Squid (weapon)

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Squid
Squid Mortar.jpg
Squid anti-submarine mortar on display at the Devonport Naval Base
TypeAnti-submarine Mortar
Place of originUnited Kingdom
Service history
In service19431977
Used by Royal Navy Swedish Navy
Production history
Designer Directorate of Miscellaneous Weapons Development
Designed1942
Specifications
Mass10 tons

Shell 440 lb (200 kg)
Calibre 12 in (305 mm)
BarrelsThree
Effective firing range275 yards (250 m)
Filling Minol
Filling weight207 lb (94 kg)
Detonation
mechanism
Time fuse

Squid was a British World War II ship-mounted anti-submarine weapon. It consisted of a three-barrelled mortar which launched depth charges. It replaced the Hedgehog system, and was in turn replaced by the Limbo system.

Contents

Ordered directly from the drawing board in 1942, under the auspices of the Directorate of Miscellaneous Weapons Development, this weapon was rushed into service in May 1943 on board HMS Ambuscade. The first production unit was installed on HMS Hadleigh Castle; it went on to be installed on 70 frigates and corvettes during the Second World War. The first successful use was by HMS Loch Killin on 31 July 1944, when she sank U333 ; the system was credited with sinking 17 submarines in 50 attacks. By 1959, 195 Squid installations had been produced.

This weapon was a three-barrel 12-inch (305 mm) mortar with the mortars mounted in series but off-bore from each other in order to scatter the projectiles. The barrels were mounted in a frame that could be rotated through 90 degrees for loading. The projectiles weighed 390 pounds (177 kg) with a 207-pound (94 kg) minol charge. [Note 1] On some vessels, the Squid installations were at the stern – the bombs were fired over the length of the ship and dropping into the sea slightly ahead of it. [1] Sink rate was 43.5 ft/s (13.3 m/s) and a clockwork time fuze was used to determine the detonation depth; all three projectiles had to be set to the same depth; this could be continuously updated right up to the moment of launch to take into account the movements of the target. [1] The maximum depth was 900 feet (270 m).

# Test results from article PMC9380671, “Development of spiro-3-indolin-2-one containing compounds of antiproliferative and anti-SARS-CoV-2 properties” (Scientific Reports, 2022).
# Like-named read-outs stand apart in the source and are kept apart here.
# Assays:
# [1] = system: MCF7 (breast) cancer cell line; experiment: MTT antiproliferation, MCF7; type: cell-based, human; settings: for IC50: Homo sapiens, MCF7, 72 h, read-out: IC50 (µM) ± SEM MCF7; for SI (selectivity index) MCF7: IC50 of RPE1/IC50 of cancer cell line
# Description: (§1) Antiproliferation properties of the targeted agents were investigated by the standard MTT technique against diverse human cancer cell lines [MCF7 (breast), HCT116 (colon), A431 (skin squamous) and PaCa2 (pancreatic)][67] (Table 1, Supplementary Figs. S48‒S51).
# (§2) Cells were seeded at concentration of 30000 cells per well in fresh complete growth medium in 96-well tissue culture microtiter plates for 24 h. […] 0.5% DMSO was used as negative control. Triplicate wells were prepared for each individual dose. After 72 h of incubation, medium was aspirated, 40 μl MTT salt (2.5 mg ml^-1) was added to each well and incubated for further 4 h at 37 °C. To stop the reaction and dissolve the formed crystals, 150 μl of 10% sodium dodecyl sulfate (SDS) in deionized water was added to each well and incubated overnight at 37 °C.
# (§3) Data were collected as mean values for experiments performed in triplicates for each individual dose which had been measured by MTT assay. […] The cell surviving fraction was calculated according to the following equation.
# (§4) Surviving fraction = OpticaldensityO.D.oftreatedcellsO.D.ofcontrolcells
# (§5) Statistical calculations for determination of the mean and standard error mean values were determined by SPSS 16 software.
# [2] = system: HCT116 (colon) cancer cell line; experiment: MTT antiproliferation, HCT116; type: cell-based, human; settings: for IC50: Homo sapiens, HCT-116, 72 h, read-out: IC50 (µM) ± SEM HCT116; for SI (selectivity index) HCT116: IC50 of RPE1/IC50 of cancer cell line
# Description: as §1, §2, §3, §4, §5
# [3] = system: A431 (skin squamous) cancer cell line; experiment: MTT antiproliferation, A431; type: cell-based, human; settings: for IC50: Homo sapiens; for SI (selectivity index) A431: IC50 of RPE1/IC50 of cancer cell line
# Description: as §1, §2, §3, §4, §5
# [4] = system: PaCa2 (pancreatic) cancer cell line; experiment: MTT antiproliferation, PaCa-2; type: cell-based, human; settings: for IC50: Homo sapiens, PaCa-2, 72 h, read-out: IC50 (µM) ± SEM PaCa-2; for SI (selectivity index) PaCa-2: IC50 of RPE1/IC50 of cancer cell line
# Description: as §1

The weapons were automatically fired from the sonar range recorder at the proper moment. The pattern formed a triangle about 40 yards (37 m) on a side at a distance of 275 yards (250 m) ahead of the ship. Most Squid installations utilised two sets of mortars. All six bombs were fired in salvo so they formed opposing triangular spreads. The salvos were set to explode 25 feet (10 m) above and below the target, the resulting pressure wave crushing the hull of the submarine. Postwar trials found Squid was nine times more effective than conventional depth charges. [2]

Despite its proven effectiveness, some officers, notably Captain Kenneth Adams, RCN, opposed fitting Squid to escorts because it meant sacrificing guns, which would make ships unsuitable for fleet actions. [3]

In April 1977, the Type 61 frigate Salisbury became the last ship to fire Squid in Royal Navy service. Examples of the mortars are on display at the Explosion! Museum of Naval Firepower in Gosport, Hampshire and another at Devonport Naval Base. In addition, the system is fitted to HMS Cavalier (D73), which is part of the historic ships collection in the Historic Dockyard in Chatham, Kent.

In Swedish service the system soldiered on until 1982 when the Östergötland-class destroyers were decommissioned.

Sailors loading Squid anti-submarine mortar in 1952.jpg
Loading a Squid in 1952
Squid bomb markings diagram.jpg
Squid bomb markings diagram

Notes

  1. Due to shortages of TNT and RDX (cyclonite) in World War II, the British used a 50/50 mixture of ammonium nitrate and TNT (amatol) in naval mines and depth charges. This low grade explosive was later improved by the addition of about 20% aluminium powder, producing minol .

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References

Citations
  1. 1 2 "Squid Mortar". Friends of HMCS Haida. Archived from the original on 17 February 2012. Retrieved 21 March 2012.
  2. Zimmerman, David. Great Naval Battle of Ottawa (Toronto: University of Toronto Press, 1989), p. 127.
  3. Zimmerman, pp. 128–129.
Bibliography